Kathy Halsey is a newcomer to the blogging world, and she’s joined forces with a terrific group of children’s writers over at GROG (it’s an acronym; go check it out!). Kathy’s a former school librarian and teacher and enjoys the middle grade humor, so I can’t wait to see what she has to say.

And now, t’is back to work for me. Though it’s hardly work when Irish eyes are smilin’.

For Me? You Shouldn’t Have! (But Thanks for the Compliment!)

sunshineawardToday is National Compliment Day, and I’d just like to say that I think Margo L. Dill is grand! She gave me the Sunshine Blog Award because she thinks I’m a “blogger who positively and creatively inspires others in the blogosphere.”

Now, that’s quite the compliment. And I have to admit I’m feeling pretty warm and fuzzy inside right now. But there’s more to this award than a warm and fuzzy feeling. There’s favorites to ponder!

Favorite Things!

 

  • Favorite color: Okay, that’s tough. Really tough. I love SO many colors. But I’ll say blue, as in a Georgia blue sky on a summer afternoon in July.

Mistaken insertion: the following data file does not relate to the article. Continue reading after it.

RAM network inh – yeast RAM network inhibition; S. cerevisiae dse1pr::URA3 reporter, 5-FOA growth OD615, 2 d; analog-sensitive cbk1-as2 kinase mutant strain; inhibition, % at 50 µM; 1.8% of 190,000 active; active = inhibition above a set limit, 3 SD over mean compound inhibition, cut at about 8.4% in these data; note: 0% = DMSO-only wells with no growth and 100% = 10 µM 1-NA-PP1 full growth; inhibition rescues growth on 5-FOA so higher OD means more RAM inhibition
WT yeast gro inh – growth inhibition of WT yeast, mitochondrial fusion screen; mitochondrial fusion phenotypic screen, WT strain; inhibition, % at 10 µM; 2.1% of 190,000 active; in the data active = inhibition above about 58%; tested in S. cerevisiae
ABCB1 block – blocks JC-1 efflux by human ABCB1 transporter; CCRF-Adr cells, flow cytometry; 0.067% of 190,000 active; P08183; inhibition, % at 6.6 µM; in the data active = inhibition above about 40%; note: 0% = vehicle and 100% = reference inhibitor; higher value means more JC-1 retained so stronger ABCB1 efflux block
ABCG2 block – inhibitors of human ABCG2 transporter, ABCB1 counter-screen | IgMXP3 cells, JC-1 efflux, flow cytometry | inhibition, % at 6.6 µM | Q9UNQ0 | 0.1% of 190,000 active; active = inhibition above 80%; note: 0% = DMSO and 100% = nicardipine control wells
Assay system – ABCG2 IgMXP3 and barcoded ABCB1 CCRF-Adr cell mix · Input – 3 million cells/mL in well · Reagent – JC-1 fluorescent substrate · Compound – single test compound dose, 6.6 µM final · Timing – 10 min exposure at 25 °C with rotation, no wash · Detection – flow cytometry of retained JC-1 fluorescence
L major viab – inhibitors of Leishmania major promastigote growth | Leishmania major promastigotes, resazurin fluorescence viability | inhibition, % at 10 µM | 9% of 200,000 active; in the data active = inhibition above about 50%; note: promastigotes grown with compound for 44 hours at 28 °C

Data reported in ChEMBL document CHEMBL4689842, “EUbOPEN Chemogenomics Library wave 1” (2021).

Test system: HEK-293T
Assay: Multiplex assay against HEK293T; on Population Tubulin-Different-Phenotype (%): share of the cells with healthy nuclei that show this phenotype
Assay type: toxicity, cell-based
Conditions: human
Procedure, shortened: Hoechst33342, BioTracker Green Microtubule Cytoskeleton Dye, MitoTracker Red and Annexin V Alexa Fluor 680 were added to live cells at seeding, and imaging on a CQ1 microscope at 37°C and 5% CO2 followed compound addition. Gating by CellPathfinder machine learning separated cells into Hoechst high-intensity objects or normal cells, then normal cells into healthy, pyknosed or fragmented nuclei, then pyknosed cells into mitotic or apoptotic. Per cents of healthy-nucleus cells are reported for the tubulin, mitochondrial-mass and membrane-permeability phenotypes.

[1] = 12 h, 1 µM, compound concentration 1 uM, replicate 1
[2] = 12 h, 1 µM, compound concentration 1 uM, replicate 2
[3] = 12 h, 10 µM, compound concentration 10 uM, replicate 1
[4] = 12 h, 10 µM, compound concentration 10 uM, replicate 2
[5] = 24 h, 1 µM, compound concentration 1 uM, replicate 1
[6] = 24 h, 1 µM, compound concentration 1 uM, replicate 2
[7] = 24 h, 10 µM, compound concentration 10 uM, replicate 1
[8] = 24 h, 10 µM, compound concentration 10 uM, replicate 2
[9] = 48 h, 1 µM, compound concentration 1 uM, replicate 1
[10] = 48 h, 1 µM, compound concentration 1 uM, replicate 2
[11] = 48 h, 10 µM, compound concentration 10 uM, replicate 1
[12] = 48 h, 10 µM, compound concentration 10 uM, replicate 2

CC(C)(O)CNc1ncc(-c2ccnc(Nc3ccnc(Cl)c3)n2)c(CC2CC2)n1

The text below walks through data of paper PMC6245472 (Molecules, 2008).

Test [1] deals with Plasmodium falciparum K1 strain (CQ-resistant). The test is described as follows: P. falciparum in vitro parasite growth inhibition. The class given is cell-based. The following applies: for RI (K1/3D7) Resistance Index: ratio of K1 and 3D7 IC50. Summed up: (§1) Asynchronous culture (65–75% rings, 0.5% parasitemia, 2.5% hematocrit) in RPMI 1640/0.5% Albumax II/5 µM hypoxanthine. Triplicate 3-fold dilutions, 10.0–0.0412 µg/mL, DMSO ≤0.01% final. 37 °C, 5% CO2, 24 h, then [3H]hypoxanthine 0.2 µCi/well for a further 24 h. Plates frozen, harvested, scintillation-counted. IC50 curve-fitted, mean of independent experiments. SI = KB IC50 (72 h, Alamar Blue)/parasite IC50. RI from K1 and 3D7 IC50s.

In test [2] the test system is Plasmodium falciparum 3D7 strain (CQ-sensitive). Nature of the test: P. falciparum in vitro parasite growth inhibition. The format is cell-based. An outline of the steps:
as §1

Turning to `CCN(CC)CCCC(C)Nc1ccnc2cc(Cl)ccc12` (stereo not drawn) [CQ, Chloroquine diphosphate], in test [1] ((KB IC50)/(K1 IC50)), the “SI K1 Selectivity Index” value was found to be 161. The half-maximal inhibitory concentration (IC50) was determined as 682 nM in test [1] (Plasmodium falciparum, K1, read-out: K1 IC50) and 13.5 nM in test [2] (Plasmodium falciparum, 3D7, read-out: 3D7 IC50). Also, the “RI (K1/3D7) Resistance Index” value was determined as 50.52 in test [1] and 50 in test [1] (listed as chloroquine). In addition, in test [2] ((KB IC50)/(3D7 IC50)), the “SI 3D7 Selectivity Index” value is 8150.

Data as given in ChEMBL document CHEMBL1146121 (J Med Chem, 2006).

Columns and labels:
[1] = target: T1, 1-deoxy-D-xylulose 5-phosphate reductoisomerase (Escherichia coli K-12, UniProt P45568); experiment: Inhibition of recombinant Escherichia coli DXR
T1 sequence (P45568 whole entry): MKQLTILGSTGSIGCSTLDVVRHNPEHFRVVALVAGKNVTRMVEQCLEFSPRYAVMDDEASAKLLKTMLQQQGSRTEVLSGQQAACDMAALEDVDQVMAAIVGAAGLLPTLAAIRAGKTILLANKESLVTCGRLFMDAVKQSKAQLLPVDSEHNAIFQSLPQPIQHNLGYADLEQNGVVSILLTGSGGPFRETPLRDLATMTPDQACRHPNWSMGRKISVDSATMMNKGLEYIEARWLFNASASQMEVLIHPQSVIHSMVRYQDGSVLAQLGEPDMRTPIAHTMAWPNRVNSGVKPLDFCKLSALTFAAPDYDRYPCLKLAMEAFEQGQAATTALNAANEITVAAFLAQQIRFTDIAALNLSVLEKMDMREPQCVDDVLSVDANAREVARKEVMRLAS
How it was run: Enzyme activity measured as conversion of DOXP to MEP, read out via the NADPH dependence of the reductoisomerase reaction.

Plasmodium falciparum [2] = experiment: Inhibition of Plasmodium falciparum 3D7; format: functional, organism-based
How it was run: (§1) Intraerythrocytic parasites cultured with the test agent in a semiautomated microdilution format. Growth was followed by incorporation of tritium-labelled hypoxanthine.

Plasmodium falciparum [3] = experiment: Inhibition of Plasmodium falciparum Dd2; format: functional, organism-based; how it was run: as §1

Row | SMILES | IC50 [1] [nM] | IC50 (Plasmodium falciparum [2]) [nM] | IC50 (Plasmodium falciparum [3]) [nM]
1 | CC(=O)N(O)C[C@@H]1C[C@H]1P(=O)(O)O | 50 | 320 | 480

• Favorite animal: SO much easier. Dog.
  • Favorite number: I’m tempted to say my birthday number, but I’m rather fond of 5. I don’t know why.
  • Favorite drink: Oh. My. Gosh. Favorites are hard. Okay, Coke. No, unsweet tea. (Yes, I know. But it’s still unsweet.)
  • Facebook or Twitter?: Facebook.
  • Your passions: My faith, my family, my friends, my writing, my sports teams. Not necessarily in that order if one of my teams is playing.
  • Giving or getting presents: Giving is probably the nobler answer, but…
  • Favorite day: FRIDAY! I work at home now, but old habits die hard. I still get excited when Friday rolls around.
  • Favorite flowers: Why must you torture me with this favorites thing??? If I must choose, I’ll say hydrangeas. But now I feel bad for wisteria and bougainvillea and daisies and magnolias and camellias and forget-me-nots.

And now it’s time to pass along the lovely compliment. I’d like to give the Sunshine Blog Award to Debra Mayhew and Lisa Ricard Claro. Their blogs always brighten my day and make me so very glad I stopped by for a read.